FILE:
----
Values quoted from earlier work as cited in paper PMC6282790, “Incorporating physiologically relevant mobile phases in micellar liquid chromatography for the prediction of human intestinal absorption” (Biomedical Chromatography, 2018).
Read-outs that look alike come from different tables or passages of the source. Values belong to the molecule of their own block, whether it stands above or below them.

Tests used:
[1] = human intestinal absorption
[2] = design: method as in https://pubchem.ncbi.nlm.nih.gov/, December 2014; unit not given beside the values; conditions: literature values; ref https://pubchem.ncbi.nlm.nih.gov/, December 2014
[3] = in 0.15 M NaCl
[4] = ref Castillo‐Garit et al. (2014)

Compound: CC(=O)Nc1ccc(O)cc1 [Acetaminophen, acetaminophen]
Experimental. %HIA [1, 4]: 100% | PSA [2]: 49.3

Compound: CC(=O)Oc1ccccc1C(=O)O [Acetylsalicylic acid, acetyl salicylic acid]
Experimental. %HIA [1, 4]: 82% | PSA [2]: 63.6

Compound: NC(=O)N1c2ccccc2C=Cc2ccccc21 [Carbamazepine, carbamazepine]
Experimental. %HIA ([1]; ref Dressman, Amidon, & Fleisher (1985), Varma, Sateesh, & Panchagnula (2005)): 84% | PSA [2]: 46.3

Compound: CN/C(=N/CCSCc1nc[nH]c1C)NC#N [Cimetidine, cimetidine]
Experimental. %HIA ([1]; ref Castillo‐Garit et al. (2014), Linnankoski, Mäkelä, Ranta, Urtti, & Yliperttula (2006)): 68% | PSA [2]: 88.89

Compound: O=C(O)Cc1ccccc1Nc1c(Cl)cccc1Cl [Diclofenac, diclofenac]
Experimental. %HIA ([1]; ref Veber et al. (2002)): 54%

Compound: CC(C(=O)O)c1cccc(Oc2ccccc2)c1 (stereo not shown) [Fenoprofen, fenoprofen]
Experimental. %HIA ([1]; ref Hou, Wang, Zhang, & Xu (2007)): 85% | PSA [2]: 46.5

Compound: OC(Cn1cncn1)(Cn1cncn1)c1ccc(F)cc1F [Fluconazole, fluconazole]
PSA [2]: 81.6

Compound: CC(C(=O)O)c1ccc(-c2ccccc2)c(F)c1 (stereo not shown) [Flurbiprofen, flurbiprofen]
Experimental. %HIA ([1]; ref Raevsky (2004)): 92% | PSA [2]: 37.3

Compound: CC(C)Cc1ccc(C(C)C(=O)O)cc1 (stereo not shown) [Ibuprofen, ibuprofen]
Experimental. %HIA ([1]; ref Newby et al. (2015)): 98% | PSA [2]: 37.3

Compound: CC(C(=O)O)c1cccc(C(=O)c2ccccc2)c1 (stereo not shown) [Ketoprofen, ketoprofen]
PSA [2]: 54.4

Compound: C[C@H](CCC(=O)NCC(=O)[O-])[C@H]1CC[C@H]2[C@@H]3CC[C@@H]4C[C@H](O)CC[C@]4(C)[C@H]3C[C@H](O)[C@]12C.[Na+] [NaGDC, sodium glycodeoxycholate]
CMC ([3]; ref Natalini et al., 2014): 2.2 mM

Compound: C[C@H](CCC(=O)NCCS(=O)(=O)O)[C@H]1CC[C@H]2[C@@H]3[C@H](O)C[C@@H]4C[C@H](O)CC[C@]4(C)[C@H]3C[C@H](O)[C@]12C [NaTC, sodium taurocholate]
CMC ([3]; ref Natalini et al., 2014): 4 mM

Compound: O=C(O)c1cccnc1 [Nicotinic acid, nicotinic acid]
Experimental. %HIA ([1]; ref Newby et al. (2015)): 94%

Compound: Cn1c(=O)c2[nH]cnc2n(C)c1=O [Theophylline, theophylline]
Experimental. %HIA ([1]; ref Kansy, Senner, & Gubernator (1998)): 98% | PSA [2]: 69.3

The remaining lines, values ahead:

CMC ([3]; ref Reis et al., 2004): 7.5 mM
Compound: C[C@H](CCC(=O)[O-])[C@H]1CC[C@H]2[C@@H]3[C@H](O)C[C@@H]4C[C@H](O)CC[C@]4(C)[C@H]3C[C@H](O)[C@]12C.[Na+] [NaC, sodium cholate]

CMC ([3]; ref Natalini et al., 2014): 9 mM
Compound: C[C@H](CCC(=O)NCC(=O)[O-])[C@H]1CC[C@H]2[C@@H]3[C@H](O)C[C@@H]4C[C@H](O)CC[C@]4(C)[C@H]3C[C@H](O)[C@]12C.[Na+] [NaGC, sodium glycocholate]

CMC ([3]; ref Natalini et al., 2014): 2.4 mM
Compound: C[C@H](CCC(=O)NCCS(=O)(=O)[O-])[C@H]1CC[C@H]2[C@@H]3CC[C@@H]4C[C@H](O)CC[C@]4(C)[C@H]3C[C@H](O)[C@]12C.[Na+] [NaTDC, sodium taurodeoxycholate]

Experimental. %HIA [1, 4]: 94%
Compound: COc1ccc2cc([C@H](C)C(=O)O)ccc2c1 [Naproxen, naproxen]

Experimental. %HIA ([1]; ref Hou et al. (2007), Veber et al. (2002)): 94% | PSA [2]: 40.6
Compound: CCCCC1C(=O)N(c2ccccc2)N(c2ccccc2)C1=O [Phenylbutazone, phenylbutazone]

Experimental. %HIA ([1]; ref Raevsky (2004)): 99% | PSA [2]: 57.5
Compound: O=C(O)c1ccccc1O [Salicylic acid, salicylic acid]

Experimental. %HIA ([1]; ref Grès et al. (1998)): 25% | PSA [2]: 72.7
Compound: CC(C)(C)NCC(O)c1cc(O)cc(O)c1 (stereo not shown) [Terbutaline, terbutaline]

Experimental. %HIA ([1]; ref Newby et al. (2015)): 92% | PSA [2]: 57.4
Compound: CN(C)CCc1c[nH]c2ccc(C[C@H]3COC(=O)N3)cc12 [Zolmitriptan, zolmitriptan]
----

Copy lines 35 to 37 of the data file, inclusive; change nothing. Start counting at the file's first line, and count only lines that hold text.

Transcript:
Experimental. %HIA ([1]; ref Kansy, Senner, & Gubernator (1998)): 98% | PSA [2]: 69.3

The remaining lines, values ahead:

CMC ([3]; ref Reis et al., 2004): 7.5 mM